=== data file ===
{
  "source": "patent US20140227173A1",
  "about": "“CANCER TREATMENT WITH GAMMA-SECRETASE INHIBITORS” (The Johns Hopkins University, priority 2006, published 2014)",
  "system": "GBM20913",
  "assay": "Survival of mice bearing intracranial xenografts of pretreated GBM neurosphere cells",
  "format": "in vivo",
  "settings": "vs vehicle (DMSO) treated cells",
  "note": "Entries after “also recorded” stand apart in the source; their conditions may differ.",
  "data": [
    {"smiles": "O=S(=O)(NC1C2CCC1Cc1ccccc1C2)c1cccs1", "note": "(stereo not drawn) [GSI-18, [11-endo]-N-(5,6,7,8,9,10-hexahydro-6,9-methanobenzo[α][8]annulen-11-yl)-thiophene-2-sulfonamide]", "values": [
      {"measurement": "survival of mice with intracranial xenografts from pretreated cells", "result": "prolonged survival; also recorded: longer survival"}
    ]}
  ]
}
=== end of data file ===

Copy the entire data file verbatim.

{
  "source": "patent US20140227173A1",
  "about": "“CANCER TREATMENT WITH GAMMA-SECRETASE INHIBITORS” (The Johns Hopkins University, priority 2006, published 2014)",
  "system": "GBM20913",
  "assay": "Survival of mice bearing intracranial xenografts of pretreated GBM neurosphere cells",
  "format": "in vivo",
  "settings": "vs vehicle (DMSO) treated cells",
  "note": "Entries after “also recorded” stand apart in the source; their conditions may differ.",
  "data": [
    {"smiles": "O=S(=O)(NC1C2CCC1Cc1ccccc1C2)c1cccs1", "note": "(stereo not drawn) [GSI-18, [11-endo]-N-(5,6,7,8,9,10-hexahydro-6,9-methanobenzo[α][8]annulen-11-yl)-thiophene-2-sulfonamide]", "values": [
      {"measurement": "survival of mice with intracranial xenografts from pretreated cells", "result": "prolonged survival; also recorded: longer survival"}
    ]}
  ]
}